Cavendish’s one and only win of the 2023 season to date came in May at the Giro d’Italia, where the 38-year-old won the final stage in Rome. He only needs a single similar opportunity to go top and ahead of Eddy Merckx in the all-time stage win ranking.
Surely everyone has now seen that video of the descent Tom Pidcock made last year on his way to a maiden Tour de France stage victory on Alpe d’Huez no less. The Brit flew down the Galibier as he hunted down the lead group. With nothing quite showing the generational change as well as dropping Chris Froome on its slopes. That generation of stars has had its time at the top.
The 2023 season has seen Pidcock claim victory on the Tuscan gravel at Strade Bianche, winning with a small gap there. 3rd at Amstel Gold Race and 2nd at Liege-Bastogne-Liege, albeit a long way behind the winner at both is a sign that as a one-day racer, Pidcock is up there. Expect to see some stage hunting and maybe a top-20 GC finish once more.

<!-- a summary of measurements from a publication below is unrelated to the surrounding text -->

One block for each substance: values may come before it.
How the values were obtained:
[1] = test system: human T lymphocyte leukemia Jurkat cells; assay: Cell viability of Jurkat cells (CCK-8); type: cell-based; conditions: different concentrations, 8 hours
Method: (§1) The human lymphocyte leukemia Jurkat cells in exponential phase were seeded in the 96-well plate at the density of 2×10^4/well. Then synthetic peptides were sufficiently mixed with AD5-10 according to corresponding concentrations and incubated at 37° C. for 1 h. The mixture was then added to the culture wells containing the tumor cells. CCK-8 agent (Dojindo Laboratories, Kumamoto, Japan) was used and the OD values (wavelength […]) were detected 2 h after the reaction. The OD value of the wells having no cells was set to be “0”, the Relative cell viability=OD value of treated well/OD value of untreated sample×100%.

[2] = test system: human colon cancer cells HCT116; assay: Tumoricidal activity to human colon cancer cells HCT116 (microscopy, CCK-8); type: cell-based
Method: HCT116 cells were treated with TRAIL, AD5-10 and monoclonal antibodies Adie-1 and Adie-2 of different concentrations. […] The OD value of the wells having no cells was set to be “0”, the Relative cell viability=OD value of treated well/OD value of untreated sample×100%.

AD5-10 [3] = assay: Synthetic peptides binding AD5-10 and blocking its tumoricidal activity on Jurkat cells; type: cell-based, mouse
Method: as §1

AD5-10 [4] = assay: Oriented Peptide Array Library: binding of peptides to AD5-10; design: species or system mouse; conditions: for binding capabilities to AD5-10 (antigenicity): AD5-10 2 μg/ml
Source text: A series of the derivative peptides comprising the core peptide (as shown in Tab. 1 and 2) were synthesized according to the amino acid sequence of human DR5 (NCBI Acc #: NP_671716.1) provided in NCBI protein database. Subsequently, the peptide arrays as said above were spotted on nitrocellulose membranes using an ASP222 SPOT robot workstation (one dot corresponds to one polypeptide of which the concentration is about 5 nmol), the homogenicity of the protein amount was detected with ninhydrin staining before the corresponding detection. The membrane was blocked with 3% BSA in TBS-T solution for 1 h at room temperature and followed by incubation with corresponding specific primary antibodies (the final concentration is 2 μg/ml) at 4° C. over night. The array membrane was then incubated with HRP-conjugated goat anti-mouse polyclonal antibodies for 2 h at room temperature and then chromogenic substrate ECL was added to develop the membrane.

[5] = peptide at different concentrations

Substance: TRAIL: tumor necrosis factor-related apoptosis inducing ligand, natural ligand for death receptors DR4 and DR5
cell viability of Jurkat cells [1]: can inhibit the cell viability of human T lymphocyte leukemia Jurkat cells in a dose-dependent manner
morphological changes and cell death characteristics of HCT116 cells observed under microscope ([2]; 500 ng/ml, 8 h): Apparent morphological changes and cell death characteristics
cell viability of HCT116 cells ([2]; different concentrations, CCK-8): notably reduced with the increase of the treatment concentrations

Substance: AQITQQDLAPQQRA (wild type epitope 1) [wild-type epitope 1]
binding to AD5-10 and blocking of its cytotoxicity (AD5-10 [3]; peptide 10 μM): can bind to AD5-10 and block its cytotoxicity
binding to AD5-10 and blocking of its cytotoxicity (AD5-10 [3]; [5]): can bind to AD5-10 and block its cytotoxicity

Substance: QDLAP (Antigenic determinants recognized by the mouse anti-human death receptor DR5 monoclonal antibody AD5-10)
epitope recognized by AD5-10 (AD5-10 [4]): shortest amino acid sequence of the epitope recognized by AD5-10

The first of the Yates twins to get a mention. Adam Yates has a solid if unspectacular history at the Tour de France where probably the most memorable moment is an inflatable gantry falling on top of him whilst looking certain for a stage win. That stage victory still illudes him but a trio of top-10 GC finishes are still very decent.
In this year’s race, he will be working for team leader Tadej Pogačar but there’s still a chance of adding to that number of top-10 GC finishes with a good rider. It’s tough to see that stage win happening but there’s always a chance.